4. Myth: Running is always better than walking

Walking is a low-impact exercise that provides benefits such as releasing endorphins, increasing blood circulation to the body and brain, and improving bone health, without putting extra strain on your body. joints.

For the general public, walking is easier on the body than running and there is less risk of injury. In addition, this low-impact activity is accessible to everyone. Running is more demanding and some people have a body that adapts better to this type of activity. Hip and knee alignment, body weight, and arch shape can either predispose to problems or promote running success.

Many people wonder if they should run or walk and the answer is simple: what is your goal? If you’re looking to get in shape and improve things like oxygen capacity and CO2 production, running is a better tool. If you’re looking to lower your blood pressure, feel better, or sleep better, walking is more appropriate. Research has shown that moderate to strenuous walking can reduce the risk of high blood pressure, high cholesterol and diabetes by expending the same amount of energy as running.

5. Myth: you shouldn’t walk every day of the week

Since walking is a low-intensity activity, it is perfectly reasonable to get out and walk every day. However, if you put a lot of effort into your walks, it would be a good idea to take one day off a week or incorporate other forms of exercise, such as cycling or swimming, into your routine. Adults should engage in 150-300 minutes of moderate-intensity activity (like brisk walking) per week, or 75-150 minutes of vigorous-intensity activity (like running) per week to see substantial benefits in terms of health.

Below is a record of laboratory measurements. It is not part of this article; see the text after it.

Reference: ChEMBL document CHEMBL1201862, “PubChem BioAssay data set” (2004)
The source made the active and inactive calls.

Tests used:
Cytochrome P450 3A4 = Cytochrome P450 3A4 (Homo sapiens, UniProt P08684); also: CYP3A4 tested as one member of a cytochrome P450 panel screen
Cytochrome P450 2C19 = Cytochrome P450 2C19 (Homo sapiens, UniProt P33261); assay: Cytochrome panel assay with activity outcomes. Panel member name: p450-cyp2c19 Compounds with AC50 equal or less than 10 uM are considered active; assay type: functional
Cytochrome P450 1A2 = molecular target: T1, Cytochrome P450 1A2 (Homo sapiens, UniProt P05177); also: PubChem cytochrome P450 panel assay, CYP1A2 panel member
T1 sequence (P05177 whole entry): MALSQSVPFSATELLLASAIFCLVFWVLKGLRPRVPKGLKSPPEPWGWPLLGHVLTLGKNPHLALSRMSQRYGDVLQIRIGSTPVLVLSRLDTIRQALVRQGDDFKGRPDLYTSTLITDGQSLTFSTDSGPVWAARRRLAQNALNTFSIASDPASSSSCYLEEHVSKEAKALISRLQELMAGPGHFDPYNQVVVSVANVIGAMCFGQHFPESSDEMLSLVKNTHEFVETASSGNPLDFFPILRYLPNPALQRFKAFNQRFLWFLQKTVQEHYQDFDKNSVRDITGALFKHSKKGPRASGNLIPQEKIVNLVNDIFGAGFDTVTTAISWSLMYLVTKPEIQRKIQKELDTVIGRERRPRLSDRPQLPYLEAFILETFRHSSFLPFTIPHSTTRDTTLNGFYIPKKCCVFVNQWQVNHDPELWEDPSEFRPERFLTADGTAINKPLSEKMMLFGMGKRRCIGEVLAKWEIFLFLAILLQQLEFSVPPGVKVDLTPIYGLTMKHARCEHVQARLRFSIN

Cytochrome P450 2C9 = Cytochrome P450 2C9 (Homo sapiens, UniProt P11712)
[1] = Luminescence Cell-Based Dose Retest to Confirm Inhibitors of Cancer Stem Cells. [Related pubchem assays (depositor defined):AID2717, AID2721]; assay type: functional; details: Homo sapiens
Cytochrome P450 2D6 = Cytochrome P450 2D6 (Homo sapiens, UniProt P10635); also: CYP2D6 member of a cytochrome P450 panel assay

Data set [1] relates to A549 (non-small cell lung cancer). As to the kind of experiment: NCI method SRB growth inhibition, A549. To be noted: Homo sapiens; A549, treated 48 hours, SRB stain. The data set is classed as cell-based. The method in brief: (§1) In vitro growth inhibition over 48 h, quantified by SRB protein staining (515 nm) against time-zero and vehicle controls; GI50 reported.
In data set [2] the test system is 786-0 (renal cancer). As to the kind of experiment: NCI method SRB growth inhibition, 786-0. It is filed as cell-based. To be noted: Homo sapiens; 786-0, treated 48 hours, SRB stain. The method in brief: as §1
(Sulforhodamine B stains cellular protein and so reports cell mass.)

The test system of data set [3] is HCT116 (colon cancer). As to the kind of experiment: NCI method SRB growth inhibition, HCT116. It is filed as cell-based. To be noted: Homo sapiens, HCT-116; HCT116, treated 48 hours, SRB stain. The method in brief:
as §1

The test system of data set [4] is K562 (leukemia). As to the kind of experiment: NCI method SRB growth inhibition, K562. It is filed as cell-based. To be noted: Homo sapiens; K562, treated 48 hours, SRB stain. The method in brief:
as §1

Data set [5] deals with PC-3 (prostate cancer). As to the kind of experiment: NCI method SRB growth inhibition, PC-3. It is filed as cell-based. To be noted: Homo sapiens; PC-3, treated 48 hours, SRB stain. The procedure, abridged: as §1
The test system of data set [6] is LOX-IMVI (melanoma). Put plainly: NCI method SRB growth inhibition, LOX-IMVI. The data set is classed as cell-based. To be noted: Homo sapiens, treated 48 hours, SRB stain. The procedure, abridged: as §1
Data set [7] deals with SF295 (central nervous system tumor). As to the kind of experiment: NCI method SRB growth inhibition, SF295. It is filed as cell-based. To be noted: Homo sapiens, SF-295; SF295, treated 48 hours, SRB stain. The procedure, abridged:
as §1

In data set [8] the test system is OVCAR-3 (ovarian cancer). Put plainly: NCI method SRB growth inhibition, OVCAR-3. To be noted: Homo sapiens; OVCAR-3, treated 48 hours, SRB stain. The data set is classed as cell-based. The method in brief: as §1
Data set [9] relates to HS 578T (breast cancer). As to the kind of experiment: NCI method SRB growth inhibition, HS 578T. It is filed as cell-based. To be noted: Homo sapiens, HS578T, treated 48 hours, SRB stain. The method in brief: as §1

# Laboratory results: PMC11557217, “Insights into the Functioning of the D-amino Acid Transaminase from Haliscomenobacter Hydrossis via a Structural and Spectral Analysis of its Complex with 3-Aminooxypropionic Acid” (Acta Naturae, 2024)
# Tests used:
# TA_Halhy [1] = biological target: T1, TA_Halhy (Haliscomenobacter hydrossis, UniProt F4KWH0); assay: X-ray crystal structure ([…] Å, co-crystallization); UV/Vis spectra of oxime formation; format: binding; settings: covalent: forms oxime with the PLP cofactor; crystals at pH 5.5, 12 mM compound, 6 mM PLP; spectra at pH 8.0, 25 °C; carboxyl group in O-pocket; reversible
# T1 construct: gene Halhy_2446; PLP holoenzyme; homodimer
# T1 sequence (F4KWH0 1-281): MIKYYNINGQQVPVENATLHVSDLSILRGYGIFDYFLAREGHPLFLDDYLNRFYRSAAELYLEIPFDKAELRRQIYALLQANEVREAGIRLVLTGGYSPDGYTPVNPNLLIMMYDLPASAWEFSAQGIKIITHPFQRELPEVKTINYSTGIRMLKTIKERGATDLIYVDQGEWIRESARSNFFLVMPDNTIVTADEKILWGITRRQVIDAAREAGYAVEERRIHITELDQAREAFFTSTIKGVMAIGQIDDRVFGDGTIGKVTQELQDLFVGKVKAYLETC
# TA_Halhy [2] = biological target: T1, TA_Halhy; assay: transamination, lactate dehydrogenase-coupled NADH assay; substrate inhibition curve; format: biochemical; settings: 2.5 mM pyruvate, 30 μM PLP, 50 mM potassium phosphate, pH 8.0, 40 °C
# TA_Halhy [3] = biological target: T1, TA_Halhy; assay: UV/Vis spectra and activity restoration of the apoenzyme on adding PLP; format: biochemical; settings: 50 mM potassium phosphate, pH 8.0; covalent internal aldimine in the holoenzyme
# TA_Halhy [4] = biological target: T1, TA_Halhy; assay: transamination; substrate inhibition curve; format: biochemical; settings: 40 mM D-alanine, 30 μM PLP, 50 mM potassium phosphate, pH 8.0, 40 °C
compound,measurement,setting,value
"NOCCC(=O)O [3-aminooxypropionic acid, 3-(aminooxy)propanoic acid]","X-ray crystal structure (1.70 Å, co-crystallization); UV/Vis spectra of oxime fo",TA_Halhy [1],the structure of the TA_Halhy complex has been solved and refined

6. Fact: You need to walk faster to burn more calories

Any activity burns calories, but the more you increase the intensity of your workout, the more calories you burn. This is also the case for walking. The number of calories burned during a given workout depends on an individual’s weight and body composition, Bantham says.

Harvard Health University has published comparisons of calories burned in 30 minutes based on activity and weight. A 70 kg person burns 133 calories in 30 minutes of walking at 5.6 km per hour, and 175 calories in 30 minutes of walking at 6.4 km per hour. This means that if a person’s goal is to lose fat, they will need to walk at a higher intensity or for longer than other activities to get the desired results. To make your walks more challenging and increase the number of calories burned while you walk, intervals (alternating between bouts of high-intensity and moderate- or low-intensity movement) are a great way to do this. Incorporating intervals is great for fitness because your heart rate is higher than when you walk leisurely, allowing you to burn more fat and calories.

7. Myth: You need to walk 30 minutes non-stop to get health benefits

Based on the goal of 150 minutes of moderate aerobic activity, you need to walk 30 minutes every day, five times a week, to achieve this goal. However, a common misconception is that you need to complete those 30 minutes consecutively. You can break those 30 minutes up into smaller segments and walk 5-10 minutes at a time multiple times throughout the day and still get the same benefits as walking 30 minutes once a day.

* criptom strives to transmit health knowledge in a language accessible to all. In NO CASE, the information given can not replace the opinion of a health professional.